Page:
Why communication needs to be purposeful

I’m often told by leaders that they are “too busy” – they don’t have the time to communicate with their team and find it moves further and further down their to-do list, often giving way to “more business-critical” activities. Now this is especially true during busy periods, when we’re distracted, in times of high stress, or in high stake situations.

Danger ahead

The danger here however is that there’s no such thing as not communicating. We are constantly communicating something.

The words we say. The words we don’t say.

The way we use our voice to speak those words

The way we engage in, or avoid eye contact.

The way we walk into a room.

The way we act and interact, one-to-one and in large groups.

Open to interpretation

Our words, sounds, signs and behaviours are signals that are always subject to interpretation by others. As a leader, this is intensified as the eyes and ears of your team are constantly tuned in to you. Absorbing, interpreting and evaluating everything you say and everything do, as well as everything you don’t say and do. Assessing whether what you say is congruent with what you do. Whether they can trust in you and believe in you as their leader.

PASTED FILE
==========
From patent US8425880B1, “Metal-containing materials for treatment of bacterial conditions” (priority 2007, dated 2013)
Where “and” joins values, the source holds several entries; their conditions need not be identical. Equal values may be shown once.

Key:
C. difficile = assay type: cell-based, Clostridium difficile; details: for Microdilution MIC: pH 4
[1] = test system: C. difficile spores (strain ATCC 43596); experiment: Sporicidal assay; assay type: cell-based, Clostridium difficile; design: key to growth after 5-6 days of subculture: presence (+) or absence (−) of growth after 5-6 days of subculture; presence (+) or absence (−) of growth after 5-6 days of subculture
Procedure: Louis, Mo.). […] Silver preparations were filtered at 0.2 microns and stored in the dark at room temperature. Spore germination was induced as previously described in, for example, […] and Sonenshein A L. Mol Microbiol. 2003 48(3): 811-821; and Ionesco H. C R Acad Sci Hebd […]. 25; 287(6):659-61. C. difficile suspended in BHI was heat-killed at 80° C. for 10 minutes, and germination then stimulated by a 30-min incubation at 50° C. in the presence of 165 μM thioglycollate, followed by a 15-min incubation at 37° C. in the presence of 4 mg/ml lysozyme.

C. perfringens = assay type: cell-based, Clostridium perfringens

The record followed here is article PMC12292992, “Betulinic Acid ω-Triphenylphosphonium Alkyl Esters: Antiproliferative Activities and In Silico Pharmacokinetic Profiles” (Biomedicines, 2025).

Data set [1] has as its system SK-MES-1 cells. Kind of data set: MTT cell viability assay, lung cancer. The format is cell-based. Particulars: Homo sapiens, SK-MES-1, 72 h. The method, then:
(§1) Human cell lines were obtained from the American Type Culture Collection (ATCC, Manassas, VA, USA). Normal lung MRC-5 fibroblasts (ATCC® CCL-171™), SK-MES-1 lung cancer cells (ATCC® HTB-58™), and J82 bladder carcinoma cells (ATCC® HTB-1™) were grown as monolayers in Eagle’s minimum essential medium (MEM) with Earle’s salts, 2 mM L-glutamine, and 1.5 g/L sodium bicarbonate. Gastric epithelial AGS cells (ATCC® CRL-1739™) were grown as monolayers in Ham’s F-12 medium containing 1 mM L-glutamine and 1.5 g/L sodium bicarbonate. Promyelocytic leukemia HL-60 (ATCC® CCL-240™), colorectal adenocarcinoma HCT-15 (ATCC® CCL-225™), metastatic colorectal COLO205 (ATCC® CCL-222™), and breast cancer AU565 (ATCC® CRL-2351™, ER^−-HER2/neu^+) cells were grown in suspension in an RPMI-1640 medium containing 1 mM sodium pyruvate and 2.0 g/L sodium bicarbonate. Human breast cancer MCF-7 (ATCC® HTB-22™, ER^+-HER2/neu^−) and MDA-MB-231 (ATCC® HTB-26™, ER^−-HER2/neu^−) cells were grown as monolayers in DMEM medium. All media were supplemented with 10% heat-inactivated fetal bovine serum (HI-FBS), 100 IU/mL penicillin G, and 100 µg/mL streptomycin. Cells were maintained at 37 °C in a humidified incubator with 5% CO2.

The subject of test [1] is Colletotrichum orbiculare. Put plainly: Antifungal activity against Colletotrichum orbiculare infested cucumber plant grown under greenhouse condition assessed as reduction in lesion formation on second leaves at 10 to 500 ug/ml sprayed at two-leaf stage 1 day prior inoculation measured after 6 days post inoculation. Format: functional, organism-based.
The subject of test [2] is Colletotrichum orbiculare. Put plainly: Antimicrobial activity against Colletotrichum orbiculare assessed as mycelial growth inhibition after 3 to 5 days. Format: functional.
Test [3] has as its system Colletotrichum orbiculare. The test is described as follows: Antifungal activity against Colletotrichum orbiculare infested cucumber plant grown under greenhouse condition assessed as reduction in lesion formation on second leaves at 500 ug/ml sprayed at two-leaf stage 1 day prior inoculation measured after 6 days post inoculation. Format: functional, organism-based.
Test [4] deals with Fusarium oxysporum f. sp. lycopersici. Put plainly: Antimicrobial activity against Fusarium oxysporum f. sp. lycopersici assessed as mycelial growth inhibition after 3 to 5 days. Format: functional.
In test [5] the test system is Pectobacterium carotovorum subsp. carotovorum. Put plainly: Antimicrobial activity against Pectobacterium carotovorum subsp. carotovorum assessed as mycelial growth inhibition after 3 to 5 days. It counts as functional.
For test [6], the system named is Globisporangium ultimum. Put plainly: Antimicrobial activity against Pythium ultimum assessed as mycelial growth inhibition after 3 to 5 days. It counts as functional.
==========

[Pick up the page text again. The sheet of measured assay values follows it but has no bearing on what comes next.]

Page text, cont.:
Time vs. purpose

So rather than ask how much time you should spend communicating, I challenge you to start practicing purposeful communication. Give your communication a purpose. Communicate with intent. With meaning.

Without purpose your communication lacks focus and direction, which means you simply add to the noise or send mixed messages that serve to confuse your team and paint a disjointed picture of your as a leader.

Great leaders know that the purpose of their communication must be to inform, inspire, engage and unite their team behind a common vision, mission, strategy, purpose, and set of values.

Remember, you are always communicating. So start tuning in.

What signals are you sending? Are they the sort of messages you want and need your team to see, hear, interpret and understand?

Start practicing purposeful communication to help you create a highly engaged and high performing team.